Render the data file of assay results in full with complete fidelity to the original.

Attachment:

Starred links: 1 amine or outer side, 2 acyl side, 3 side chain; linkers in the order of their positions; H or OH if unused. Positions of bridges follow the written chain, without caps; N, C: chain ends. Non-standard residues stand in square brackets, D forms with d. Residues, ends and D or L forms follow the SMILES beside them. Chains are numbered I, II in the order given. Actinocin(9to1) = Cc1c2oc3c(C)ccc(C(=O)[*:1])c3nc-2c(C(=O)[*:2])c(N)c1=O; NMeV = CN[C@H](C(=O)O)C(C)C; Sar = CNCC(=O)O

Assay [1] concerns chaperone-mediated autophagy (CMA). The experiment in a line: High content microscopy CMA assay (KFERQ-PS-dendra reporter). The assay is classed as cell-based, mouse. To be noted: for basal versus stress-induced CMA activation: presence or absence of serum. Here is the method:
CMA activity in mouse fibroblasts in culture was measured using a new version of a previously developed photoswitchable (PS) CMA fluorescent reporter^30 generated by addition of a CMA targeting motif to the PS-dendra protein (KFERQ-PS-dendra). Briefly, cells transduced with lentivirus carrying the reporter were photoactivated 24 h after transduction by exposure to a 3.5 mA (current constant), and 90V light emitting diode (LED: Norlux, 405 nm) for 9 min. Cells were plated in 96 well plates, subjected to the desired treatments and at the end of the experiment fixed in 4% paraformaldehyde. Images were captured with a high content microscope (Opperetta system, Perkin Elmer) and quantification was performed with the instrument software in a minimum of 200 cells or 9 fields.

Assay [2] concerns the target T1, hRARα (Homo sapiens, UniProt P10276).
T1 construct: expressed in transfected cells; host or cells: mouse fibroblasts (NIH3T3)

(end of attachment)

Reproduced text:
Starred links: 1 amine or outer side, 2 acyl side, 3 side chain; linkers in the order of their positions; H or OH if unused. Positions of bridges follow the written chain, without caps; N, C: chain ends. Non-standard residues stand in square brackets, D forms with d. Residues, ends and D or L forms follow the SMILES beside them. Chains are numbered I, II in the order given. Actinocin(9to1) = Cc1c2oc3c(C)ccc(C(=O)[*:1])c3nc-2c(C(=O)[*:2])c(N)c1=O; NMeV = CN[C@H](C(=O)O)C(C)C; Sar = CNCC(=O)O

Assay [1] concerns chaperone-mediated autophagy (CMA). The experiment in a line: High content microscopy CMA assay (KFERQ-PS-dendra reporter). The assay is classed as cell-based, mouse. To be noted: for basal versus stress-induced CMA activation: presence or absence of serum. Here is the method:
CMA activity in mouse fibroblasts in culture was measured using a new version of a previously developed photoswitchable (PS) CMA fluorescent reporter^30 generated by addition of a CMA targeting motif to the PS-dendra protein (KFERQ-PS-dendra). Briefly, cells transduced with lentivirus carrying the reporter were photoactivated 24 h after transduction by exposure to a 3.5 mA (current constant), and 90V light emitting diode (LED: Norlux, 405 nm) for 9 min. Cells were plated in 96 well plates, subjected to the desired treatments and at the end of the experiment fixed in 4% paraformaldehyde. Images were captured with a high content microscope (Opperetta system, Perkin Elmer) and quantification was performed with the instrument software in a minimum of 200 cells or 9 fields.

Assay [2] concerns the target T1, hRARα (Homo sapiens, UniProt P10276).
T1 construct: expressed in transfected cells; host or cells: mouse fibroblasts (NIH3T3)